5.1.6 Alpha and beta radiations are deflected by both electric and magnetic fields but gamma radiation is not.
5.1.7 (uses and dangers)
5.1.8 The half-life of a radioactive isotope is the average time it takes for the number of nuclei of the isotope in a sample to halve, or the time it takes for the count rate from a sample containing the isotope to fall to half its initial level.
5.1.9 Alpha Decay - 2 protons and 2 neutrons are lost from the mass of an atom in alpha decay.
5.1.10 Beta Decay - a neutron changes into a proton and an electron so the atomic number increases by one.
6.1 Nuclear Fission
6.1.1 The splitting of an atomic nucleus.
6.1.2 There are 2 fissionable substances in common use in nuclear reactors - Uranium-235 and Plutonium-239.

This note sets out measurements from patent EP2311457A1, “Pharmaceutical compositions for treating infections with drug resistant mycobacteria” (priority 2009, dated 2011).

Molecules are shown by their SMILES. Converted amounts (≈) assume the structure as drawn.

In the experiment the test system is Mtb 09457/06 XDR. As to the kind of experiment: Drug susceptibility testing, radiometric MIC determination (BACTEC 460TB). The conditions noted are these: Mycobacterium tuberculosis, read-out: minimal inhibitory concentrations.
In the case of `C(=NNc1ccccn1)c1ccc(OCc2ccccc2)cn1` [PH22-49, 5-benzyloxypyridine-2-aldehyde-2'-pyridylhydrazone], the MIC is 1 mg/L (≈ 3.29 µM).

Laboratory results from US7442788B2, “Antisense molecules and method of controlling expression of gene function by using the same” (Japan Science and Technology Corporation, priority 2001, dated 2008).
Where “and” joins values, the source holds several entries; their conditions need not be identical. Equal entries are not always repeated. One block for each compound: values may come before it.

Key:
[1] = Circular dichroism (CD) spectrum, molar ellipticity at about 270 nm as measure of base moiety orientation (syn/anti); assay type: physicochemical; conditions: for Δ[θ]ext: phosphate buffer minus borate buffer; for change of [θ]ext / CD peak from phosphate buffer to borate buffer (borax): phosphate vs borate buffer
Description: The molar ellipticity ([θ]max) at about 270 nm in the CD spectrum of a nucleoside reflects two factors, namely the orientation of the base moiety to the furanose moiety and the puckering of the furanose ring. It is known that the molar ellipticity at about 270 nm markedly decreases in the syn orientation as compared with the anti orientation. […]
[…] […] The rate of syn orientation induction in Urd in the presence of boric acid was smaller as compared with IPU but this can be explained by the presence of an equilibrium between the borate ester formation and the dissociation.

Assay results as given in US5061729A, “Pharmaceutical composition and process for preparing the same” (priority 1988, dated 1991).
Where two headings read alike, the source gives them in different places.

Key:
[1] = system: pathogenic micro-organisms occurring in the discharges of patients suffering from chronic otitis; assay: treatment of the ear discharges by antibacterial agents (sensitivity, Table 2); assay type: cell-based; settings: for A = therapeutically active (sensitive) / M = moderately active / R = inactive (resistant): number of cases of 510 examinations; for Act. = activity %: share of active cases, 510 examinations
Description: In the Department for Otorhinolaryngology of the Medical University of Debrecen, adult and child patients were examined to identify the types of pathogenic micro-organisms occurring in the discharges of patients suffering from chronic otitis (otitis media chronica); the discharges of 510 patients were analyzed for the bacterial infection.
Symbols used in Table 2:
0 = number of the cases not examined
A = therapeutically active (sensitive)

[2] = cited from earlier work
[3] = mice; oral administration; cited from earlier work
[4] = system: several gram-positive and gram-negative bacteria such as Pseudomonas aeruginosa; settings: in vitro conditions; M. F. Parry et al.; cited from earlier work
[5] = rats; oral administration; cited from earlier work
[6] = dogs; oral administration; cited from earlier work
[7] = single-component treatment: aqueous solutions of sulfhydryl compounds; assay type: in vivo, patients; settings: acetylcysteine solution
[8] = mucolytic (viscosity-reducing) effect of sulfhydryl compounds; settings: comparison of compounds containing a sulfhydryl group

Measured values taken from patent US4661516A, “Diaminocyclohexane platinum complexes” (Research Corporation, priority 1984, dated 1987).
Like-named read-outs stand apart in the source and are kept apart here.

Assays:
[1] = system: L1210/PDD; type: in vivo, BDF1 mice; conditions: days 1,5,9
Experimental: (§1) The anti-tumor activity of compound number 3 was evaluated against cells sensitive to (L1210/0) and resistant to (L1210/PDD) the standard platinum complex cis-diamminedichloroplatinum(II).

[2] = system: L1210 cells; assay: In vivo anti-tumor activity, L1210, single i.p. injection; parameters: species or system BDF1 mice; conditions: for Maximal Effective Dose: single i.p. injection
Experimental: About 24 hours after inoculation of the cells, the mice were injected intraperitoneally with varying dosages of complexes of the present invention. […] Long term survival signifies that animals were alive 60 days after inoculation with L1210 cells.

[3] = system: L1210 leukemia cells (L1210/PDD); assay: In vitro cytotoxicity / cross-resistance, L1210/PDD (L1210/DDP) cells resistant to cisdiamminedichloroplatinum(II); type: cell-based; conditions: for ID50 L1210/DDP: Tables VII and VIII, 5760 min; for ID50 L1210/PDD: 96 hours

6.1.3 For fission to occur, the uranium-235 or plutonium-239 nucleus must first absorb a neutron.
6.1.4 The nucleus undergoing fission splits into two smaller nuclei and two or three neutrons and energy is released.
6.1.5 The neutrons may go on to start a chain reaction.
6.1.6 Nuclear bombs: >not controlled so the nuclear fission is much more dangerous. >more neutrons are absorbed by nuclei so more nuclear fission means more energy is emitted.
6.1.7 Nuclear Power Stations: >Boron control rods absorb neutrons and so slows chain reactions down as less neutrons are being absorbed by the nuclei. >less energy emitted = less dangerous.
6.2 Nuclear Fusion
6.2.1 The joining of two atomic nuclei to form a larger one.
6.2.2 Nuclear fusion is the process by which energy is released in stars.
6.2.3 Stars form when enough dust and gas from space is pulled together by gravitational attraction. Smaller masses may also form and be attracted by a larger mass to become planets.
6.2.4 During the 'main sequence' period of its life cycle a star is stable because the forces within it are balanced.
6.2.5 A star goes through a life cycle. This life cycle is determined by the size of the star.